You get a handfulla little kids from anywhere in the world and show them how to play the Keep The Balloon Off The Floor Game and they will fall all over themselves playing until they’re exhausted or the balloon pops, whichever comes first. It’s the best game. In addition to being really simple, it is entirely cooperative. I suppose some sick asshole could find a way to introduce competition into Keep The Balloon Off The Floor, but as it is generally understood, there is no competition, only cooperation. Little kids cooperate, and enjoy it, because they haven’t been taught not to.
Cooperation, unity, people working together in harmony – that is how God wants us to live. Competition, division, people squabbling and fighting over resources – that is the corruption of the Enemy. The Creation stories in Genesis differ dramatically, but they both present God creating a world in which all creatures get along and live in abundance, until the Evil One enters the scene and introduces conflict. Skipping ahead to the New Testament, we find Jesus, the new Adam, preaching unity, harmony, sharing and love. Yeah, Jesus said he wasn’t bringing peace (Matthew 10:34) but the only way to make sense of that within the context of everything else Jesus said, is to take it as referring to the split between the followers of Christ and those who prefer the world’s way. The two are kinda irreconcilable. The very little bit we’re told about Heaven seems to indicate that things are pretty calm there.
Of course, we’re in the world now. We have very little opportunity to live as Christ instructed us to live.
Okay, so I wrote that far a few days ago and then got distracted by some something or other here at ye olde homeless shelter, and I’m not inclined to try to pick up the thread, which wasn’t all that ground-breaking anyhoo. Pretty typical for me, actually – resorting to Scripture to point out the most obvious observations – things would be better if people got along and shared shit. Capitalism is the devil’s wishbone, catbox, zoot suit, hot house. Meh. True, of course, but if saying it made a difference, that difference would’ve been made a long time ago.
More relevant to me in this, the year of our Lord, 2020, is how forgiven I am. If you go back to February, when I wasn’t really writing in this, I left the restaurant where I was a worker/owner and spiraled into a bog of depression. On Shrove Tuesday, I went over to the Shrove Tuesday All-You-Can-Eat Pancake Dinner at the church, and I was lookin’ around at the Lutherans and thinkin’ “These people are not cool at all, but I like them anyway”. And I realized that I hadn’t decided what to give up for Lent, which is tough one – I’m clean and sober, celibate and vegetarian. The obvious things for me to give up for Lent would be coffee and cigarettes and that’s a hard “no” followed by a hard “no”. Then I thought, “What if I just give up?” Like, give up, admit defeat, quit trying to do whatever it was I was trying to do, and I decided to do that, and went home with no plan and no ideas.
The depression went away. I got the job here at the shelter a few days later, basically the first job I ever had that gave me any kind of fulfillment on top of paying enough to live on. When the shelter closed for the summer, people offered me all the work I could show up for, and I had a bit of time to play in creeks, shoot guns, and really hone my laziness. Made a lotta art, went antiquing with dykes, completed a Bachelor’s degree program, got a new tattoo, was approved for seminary by the committee that does that. And all that without a return of the depression, which is real weird since I’m pecking this out in late November, when I’m normally about halfway down the spiral.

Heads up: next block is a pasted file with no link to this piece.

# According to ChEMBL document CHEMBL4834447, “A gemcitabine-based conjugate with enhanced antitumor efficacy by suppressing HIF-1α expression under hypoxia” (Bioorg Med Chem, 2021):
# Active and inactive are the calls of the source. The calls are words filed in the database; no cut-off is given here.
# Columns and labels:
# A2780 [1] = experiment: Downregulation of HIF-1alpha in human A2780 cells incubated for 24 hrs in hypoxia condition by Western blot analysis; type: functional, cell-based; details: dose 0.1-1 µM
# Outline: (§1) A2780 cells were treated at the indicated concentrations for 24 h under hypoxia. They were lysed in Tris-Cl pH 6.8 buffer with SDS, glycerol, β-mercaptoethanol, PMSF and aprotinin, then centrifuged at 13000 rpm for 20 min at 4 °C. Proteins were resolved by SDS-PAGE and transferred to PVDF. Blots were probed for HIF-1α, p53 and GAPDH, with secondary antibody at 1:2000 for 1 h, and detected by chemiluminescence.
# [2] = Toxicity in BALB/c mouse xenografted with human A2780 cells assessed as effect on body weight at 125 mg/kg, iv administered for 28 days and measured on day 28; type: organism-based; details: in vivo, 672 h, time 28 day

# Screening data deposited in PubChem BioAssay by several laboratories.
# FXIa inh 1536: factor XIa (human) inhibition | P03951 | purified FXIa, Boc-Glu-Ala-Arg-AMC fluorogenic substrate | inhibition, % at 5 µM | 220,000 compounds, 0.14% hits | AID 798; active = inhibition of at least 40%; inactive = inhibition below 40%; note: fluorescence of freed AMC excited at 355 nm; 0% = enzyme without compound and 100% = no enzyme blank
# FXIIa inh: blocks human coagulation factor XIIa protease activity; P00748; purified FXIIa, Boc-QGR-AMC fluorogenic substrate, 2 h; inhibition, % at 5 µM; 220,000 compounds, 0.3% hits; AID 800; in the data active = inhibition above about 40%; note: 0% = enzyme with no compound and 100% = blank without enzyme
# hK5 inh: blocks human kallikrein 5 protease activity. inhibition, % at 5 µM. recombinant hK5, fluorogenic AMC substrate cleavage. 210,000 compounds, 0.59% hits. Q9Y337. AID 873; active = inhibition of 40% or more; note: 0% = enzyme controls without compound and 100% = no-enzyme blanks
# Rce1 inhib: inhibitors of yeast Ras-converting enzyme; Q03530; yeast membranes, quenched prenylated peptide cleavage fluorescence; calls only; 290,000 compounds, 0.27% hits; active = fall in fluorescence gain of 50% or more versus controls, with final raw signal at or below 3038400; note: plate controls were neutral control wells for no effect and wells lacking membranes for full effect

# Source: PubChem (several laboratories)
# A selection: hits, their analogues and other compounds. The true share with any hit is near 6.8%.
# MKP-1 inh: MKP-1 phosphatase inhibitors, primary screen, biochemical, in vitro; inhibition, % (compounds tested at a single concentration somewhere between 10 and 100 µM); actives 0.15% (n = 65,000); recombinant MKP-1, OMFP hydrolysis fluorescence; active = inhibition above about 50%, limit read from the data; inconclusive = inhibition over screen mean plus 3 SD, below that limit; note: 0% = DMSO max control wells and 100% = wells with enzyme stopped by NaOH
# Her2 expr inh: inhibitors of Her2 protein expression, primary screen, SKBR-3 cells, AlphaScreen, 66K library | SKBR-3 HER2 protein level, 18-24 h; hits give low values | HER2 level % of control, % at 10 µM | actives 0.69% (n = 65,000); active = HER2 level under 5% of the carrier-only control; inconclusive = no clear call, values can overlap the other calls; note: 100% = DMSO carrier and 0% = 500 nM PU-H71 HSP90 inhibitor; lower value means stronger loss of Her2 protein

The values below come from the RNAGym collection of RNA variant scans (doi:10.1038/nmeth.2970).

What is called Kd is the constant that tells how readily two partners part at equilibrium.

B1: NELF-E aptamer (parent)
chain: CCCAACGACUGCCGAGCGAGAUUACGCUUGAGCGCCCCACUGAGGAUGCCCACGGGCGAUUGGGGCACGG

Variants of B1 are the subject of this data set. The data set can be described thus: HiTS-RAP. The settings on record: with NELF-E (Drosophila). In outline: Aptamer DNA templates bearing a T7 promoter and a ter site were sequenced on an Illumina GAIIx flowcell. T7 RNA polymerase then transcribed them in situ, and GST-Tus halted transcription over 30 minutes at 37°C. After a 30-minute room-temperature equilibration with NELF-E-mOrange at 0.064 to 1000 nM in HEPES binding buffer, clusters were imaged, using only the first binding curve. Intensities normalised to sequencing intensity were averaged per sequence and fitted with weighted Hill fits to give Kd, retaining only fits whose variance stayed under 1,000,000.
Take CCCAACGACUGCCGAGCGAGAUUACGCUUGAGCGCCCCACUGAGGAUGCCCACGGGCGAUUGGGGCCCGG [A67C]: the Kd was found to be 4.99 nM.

I just keep reminding myself that I gave up. I’m not trying. If something doesn’t just happen, I’m not gonna be bothered. It does come natural to me to show up to work, do the shit I gotta do to keep myself sober and on the beam, that kinda thing – I’m doing things, but I ain’t gettin’ het up about it. And I ain’t letting myself beat meself up over the raft of truly petty sins I commit every single fergin’ day. Because I’m forgiven and I can’t change that, so I don’t have to worry about it. Really – God knows what He’s doing. If He wanted to call somebody to ministry who made sense, He would’ve done that. Instead, He called me. And He loves me, so they say, and if God loves me, who am I to not love me? So I’m workin’ on gettin’ my head around that. And on living in the now. Because if I start thinking about the future, then I’ll start thinkin’ I know what God’s plan is and when I think I know that, I start fuckin’ shit up. I don’t know the plan. I’ve never known the plan. When I remember that I haven’t got the foggiest notion what’s going on, I’m pretty content.
Then I went outside to smoke and there’s a couple guys out there – can’t let ’em in because they weren’t here to be med-screened for covid which we have to do everyday. One of ’em’s passed out and the other is tweakin’ – he yammered at me for a few minutes about he was trained as a boxer by a Green Beret but he had to retire because he killed two opponents in consecutive fights with his lethal skills and everybody abuses him because he’s so kind – he actually said that he’s like Christ, giving to everyone and being hated for it – but no more because he ain’t putting up with that shit no more, man, and on and on, tweaker bullshit. I gave him some snacks and apple juice.
Now I’ma watch a Buster Keaton movie. I’m really into Buster Keaton right now.